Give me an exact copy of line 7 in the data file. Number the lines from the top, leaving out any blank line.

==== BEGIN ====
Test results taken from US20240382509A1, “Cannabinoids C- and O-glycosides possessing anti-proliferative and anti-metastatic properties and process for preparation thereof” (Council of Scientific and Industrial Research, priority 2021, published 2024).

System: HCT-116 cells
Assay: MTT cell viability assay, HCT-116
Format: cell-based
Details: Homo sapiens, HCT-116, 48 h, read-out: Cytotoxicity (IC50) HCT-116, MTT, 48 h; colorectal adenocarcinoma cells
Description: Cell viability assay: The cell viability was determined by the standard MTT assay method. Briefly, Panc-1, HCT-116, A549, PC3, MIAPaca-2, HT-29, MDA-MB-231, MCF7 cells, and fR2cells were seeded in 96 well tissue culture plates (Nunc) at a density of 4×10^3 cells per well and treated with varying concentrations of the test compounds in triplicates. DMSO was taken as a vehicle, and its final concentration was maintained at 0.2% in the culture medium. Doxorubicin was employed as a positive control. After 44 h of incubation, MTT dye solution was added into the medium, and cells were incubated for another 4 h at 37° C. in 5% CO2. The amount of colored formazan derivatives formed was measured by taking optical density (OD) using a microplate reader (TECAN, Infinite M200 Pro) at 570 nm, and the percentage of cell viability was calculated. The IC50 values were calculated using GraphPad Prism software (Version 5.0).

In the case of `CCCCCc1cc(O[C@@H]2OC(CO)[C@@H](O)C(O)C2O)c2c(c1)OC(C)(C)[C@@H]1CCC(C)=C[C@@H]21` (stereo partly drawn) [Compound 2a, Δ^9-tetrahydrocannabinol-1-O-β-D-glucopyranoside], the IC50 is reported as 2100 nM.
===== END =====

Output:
In the case of `CCCCCc1cc(O[C@@H]2OC(CO)[C@@H](O)C(O)C2O)c2c(c1)OC(C)(C)[C@@H]1CCC(C)=C[C@@H]21` (stereo partly drawn) [Compound 2a, Δ^9-tetrahydrocannabinol-1-O-β-D-glucopyranoside], the IC50 is reported as 2100 nM.